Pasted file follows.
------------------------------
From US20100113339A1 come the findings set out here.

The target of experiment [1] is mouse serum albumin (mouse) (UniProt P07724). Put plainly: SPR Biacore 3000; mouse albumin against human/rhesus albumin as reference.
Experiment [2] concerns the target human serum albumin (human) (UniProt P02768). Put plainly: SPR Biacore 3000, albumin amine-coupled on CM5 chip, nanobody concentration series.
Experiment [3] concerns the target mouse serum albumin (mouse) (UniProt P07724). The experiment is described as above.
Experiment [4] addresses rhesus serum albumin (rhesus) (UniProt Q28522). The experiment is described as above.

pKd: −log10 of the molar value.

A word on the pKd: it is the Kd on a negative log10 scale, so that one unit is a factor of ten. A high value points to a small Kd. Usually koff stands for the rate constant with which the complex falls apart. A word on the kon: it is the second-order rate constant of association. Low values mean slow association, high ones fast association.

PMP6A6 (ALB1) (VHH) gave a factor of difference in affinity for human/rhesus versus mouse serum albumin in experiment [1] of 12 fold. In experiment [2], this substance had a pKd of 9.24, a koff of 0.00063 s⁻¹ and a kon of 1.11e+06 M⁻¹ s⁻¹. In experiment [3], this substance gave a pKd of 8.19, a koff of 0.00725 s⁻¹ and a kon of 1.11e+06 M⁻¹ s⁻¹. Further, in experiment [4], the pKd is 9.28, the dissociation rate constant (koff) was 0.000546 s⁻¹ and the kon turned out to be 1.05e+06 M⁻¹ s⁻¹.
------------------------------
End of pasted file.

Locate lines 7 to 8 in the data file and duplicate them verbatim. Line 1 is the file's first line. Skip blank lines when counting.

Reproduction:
A word on the pKd: it is the Kd on a negative log10 scale, so that one unit is a factor of ten. A high value points to a small Kd. Usually koff stands for the rate constant with which the complex falls apart. A word on the kon: it is the second-order rate constant of association. Low values mean slow association, high ones fast association.

PMP6A6 (ALB1) (VHH) gave a factor of difference in affinity for human/rhesus versus mouse serum albumin in experiment [1] of 12 fold. In experiment [2], this substance had a pKd of 9.24, a koff of 0.00063 s⁻¹ and a kon of 1.11e+06 M⁻¹ s⁻¹. In experiment [3], this substance gave a pKd of 8.19, a koff of 0.00725 s⁻¹ and a kon of 1.11e+06 M⁻¹ s⁻¹. Further, in experiment [4], the pKd is 9.28, the dissociation rate constant (koff) was 0.000546 s⁻¹ and the kon turned out to be 1.05e+06 M⁻¹ s⁻¹.